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Autophagy and cancer – issues we need to digest
Emma Y. Liu, Kevin M. Ryan


Autophagy is an evolutionarily conserved catabolic pathway that has multiple roles in carcinogenesis and cancer therapy. It can inhibit the initiation of tumorigenesis through limiting cytoplasmic damage, genomic instability and inflammation, and the loss of certain autophagy genes can lead to cancer. Conversely, autophagy can also assist cells in dealing with stressful metabolic environments, thereby promoting cancer cell survival. In fact, some cancers rely on autophagy to survive and progress. Furthermore, tumour cells can exploit autophagy to cope with the cytotoxicity of certain anticancer drugs. By contrast, it appears that certain therapeutics require autophagy for the effective killing of cancer cells. Despite these dichotomies, it is clear that autophagy has an important, if complex, role in cancer. This is further exemplified by the fact that autophagy is connected with major cancer networks, including those driven by p53, mammalian target of rapamycin (mTOR), RAS and glutamine metabolism. In this Commentary, we highlight recent advances in our understanding of the role that autophagy has in cancer and discuss current strategies for targeting autophagy for therapeutic gain.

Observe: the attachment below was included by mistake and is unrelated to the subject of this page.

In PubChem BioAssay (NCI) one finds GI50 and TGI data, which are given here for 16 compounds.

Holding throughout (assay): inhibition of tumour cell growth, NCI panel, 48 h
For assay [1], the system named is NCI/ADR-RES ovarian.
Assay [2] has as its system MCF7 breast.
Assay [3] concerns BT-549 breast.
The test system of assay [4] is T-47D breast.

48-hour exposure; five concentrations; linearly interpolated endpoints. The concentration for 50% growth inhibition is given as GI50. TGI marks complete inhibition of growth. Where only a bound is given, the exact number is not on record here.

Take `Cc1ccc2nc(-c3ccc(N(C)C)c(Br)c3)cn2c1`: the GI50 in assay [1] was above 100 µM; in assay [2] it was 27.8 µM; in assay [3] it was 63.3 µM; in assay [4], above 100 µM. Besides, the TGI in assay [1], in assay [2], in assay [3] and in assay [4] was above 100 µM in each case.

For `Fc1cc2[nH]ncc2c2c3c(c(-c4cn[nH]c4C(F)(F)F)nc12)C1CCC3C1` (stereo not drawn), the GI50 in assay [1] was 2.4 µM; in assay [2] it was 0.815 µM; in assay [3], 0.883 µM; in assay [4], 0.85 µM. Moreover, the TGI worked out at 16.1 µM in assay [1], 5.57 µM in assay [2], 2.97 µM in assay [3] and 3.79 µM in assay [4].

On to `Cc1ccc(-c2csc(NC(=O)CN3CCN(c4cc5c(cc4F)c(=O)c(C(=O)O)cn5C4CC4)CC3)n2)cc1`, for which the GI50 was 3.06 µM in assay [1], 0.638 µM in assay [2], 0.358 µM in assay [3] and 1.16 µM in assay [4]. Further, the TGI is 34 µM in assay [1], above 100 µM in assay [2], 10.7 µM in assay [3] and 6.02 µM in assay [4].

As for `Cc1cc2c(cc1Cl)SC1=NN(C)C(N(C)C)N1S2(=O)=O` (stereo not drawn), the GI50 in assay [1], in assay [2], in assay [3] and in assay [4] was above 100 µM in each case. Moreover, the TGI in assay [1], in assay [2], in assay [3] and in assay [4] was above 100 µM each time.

• This article is part of a Minifocus on Autophagy. For further reading, please see related articles: ‘Ubiquitin-like proteins and autophagy at a glance’ by Tomer Shpilka et al. (J. Cell Sci. 125, 2343-2348) and ‘Autophagy and cell growth – the yin and yang of nutrient responses’ by Thomas Neufeld (J. Cell Sci. 125, 2359-2368).

  • Funding

    Work in the Tumour Cell Death Laboratory is supported by Cancer Research UK and the Association for International Cancer Research.

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